“You heard me,” Tyler said to the guy who’d taken his seat, making sure he kept his voice quiet and controlled. “You’re sitting in my seat. This has been my seat for the last two weeks. The entire run. And it will continue to be my seat for tonight. That means it’s time for you to tell me how sorry you are and get up and move.”

    Condescension changed to huffiness. “I don’t know who you think you are but there’s no reserved seating in this theater. We took these seats first. That means they’re ours. There’s plenty of empty seats all over the place. Just take one of those and leave us the hell alone.”

    “This is my seat and you are going to have to move.”

    For exactly twenty-three seconds the guy said nothing. Tyler knew it was twenty-three without having to consult his watch. It was this brain thing he’d had ever since the so-called accident. He always knew precisely to the second what time it was and precisely how much time was passing. Just as he knew how many steps it would take to get from one place to another without having to think about it. It hadn’t always been that way. Just since his old man had tossed him headfirst into the shallow end of the swimming pool at their country place when he was fourteen and he’d bashed his head against the concrete. That’s when the rage problems started as well.

    For the entire time, the guy just sat where he was and looked up at Tyler. Maybe he was debating whether to challenge someone who, at six foot three and two hundred and twenty pounds, was way the hell bigger than he was.

    Tyler was getting closer to hoisting the guy out of the seat and tossing his skinny little ass out into the aisle. Which would have ruined everything. Thankfully, one second before he would have done just that, the guy’s wife or girlfriend or whatever she was, broke the impasse.

    “Come on, Richard,” she said. “Let’s move. I don’t like being this close to the stage anyway.”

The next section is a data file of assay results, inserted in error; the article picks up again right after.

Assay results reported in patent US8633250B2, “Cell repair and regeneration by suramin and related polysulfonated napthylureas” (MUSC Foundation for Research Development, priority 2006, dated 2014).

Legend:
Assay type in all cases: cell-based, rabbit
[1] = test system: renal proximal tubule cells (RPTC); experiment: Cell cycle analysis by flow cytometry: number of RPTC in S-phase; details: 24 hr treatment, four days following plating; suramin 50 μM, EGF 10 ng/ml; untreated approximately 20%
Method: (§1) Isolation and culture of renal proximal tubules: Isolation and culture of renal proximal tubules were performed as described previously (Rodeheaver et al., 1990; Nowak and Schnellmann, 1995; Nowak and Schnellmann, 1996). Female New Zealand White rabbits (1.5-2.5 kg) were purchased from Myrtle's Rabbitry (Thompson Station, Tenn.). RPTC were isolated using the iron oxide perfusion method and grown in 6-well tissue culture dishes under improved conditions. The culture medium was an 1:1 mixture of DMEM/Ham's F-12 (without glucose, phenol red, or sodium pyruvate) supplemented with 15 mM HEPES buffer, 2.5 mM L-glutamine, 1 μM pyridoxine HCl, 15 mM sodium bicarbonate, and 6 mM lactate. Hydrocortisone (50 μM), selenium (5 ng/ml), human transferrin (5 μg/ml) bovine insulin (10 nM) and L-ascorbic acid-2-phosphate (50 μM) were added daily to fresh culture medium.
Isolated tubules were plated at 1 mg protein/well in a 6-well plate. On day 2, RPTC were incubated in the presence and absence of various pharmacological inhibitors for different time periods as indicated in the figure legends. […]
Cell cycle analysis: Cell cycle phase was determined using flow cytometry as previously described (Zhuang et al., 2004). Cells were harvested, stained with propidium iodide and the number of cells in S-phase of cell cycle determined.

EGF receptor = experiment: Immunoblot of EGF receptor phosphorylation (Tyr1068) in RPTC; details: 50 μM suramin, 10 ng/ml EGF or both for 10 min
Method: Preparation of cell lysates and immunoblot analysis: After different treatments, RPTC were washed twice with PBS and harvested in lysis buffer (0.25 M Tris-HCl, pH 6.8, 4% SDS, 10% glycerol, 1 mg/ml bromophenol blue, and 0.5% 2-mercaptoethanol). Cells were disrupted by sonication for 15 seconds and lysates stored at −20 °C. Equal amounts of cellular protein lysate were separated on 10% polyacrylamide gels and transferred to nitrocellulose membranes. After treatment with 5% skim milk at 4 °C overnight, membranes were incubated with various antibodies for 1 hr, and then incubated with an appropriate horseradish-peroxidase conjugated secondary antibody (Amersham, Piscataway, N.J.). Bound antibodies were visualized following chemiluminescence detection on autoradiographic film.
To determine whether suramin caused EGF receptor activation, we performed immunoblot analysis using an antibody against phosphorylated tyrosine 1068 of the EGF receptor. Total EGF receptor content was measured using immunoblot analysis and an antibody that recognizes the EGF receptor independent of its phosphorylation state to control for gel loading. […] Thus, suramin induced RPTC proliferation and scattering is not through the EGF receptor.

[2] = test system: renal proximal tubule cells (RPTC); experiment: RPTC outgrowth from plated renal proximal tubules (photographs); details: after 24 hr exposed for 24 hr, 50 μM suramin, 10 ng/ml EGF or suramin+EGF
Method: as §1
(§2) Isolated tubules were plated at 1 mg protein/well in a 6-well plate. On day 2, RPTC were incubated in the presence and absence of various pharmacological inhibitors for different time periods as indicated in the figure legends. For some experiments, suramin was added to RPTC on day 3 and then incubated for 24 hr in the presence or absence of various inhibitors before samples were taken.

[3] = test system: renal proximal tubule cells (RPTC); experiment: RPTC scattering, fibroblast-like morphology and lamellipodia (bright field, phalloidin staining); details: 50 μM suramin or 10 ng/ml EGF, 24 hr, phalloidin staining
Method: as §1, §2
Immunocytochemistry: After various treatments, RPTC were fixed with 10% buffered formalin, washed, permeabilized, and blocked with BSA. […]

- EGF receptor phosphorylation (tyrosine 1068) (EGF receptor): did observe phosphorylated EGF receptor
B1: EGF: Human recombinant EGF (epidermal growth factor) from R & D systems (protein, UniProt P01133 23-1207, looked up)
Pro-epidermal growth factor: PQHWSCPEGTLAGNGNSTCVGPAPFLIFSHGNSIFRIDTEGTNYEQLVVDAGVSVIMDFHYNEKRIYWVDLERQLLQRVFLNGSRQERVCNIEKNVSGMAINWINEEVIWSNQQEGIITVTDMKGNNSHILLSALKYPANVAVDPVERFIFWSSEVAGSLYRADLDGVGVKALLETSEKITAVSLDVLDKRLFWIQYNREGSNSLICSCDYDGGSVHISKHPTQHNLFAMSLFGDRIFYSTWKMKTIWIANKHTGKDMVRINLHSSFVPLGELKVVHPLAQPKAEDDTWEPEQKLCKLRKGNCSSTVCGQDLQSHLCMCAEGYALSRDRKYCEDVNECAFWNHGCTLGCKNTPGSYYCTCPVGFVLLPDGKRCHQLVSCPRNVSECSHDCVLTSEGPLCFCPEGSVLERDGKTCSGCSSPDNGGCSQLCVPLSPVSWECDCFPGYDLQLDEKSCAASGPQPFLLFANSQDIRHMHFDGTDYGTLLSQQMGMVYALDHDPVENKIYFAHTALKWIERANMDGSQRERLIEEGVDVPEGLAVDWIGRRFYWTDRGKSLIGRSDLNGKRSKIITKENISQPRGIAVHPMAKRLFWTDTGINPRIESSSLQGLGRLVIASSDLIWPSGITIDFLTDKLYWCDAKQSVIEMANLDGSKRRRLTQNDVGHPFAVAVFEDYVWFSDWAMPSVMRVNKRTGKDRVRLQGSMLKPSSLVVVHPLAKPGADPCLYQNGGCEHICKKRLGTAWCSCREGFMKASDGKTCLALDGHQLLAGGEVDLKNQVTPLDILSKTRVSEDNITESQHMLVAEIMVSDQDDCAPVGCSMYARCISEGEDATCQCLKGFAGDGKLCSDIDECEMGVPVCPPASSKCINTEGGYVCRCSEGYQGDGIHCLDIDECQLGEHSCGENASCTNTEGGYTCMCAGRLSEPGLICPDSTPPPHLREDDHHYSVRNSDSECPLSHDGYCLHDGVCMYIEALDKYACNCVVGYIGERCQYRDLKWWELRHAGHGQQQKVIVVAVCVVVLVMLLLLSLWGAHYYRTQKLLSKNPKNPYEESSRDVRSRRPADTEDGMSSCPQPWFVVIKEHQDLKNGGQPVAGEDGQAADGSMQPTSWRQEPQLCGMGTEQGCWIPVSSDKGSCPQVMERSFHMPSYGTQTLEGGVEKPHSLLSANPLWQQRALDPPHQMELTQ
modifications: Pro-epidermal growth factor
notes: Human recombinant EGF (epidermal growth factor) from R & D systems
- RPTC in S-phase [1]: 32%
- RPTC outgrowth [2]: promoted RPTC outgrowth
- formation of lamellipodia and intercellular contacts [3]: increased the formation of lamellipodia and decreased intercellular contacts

“I oughtta call the police,” said Richard.

    “Call whoever the fuck you want, Richard. Just get your ass out of my seat.”

    “Richard. Please,” said the woman. “This guy’s unhinged.”

    “Yeah, Richard, I’m unhinged,” said Tyler, putting as much menace in his voice as he could.

    “And if you want to know the truth, I’m getting more fucking unhinged by the second.”

    The woman rose, took Richard’s hand and pulled. “Please,” she said.

    The guy finally stood. No doubt relieved not to have to confront someone as big and angry-looking as Tyler. But, Tyler figured, also ashamed that he lacked the cojones to stand up to the bully who’d shamed him in front of his girlfriend. A lot of people responded to Tyler that way. He usually enjoyed it when they did. He especially liked it when people backed down and did exactly what he told them to. Which was most of the time. Most people were too chicken-shit to stand up for themselves.

    Tonight was no different. The guy named Richard picked up a canvas messenger bag from the floor and let the woman lead him across to the other side of the small auditorium, where they found seats a couple of rows back. Tyler watched them go. Neither looked back at him. Neither noticed the small, satisfied smile he threw at them. Confrontations that ended like this and the adrenaline rush that came with them always made him feel better.

    Before sitting down, Tyler unzipped his backpack, pulled a pair of latex gloves from the package he’d put in there, and put them on. Then he took out a packet of antibacterial wet wipes and used three of them to wipe down the seat, the backrest and the arms before easing his large frame down into seat A12. His seat. That done, he closed his eyes and focused on breathing deeply in and out. Pictured the rage that had come from the confrontation slowly dripping out of him, drop by drop, like water from a leaky faucet. That’s what Dr. Steinman, the therapist he started seeing a year after the swimming pool incident, had taught him to do when he felt this way. He watched the drops falling . . . exactly one drop per second . . . and knew without counting that one hundred and forty-four drops had fallen before he’d totally emptied himself of the anger and felt calm enough to open his eyes.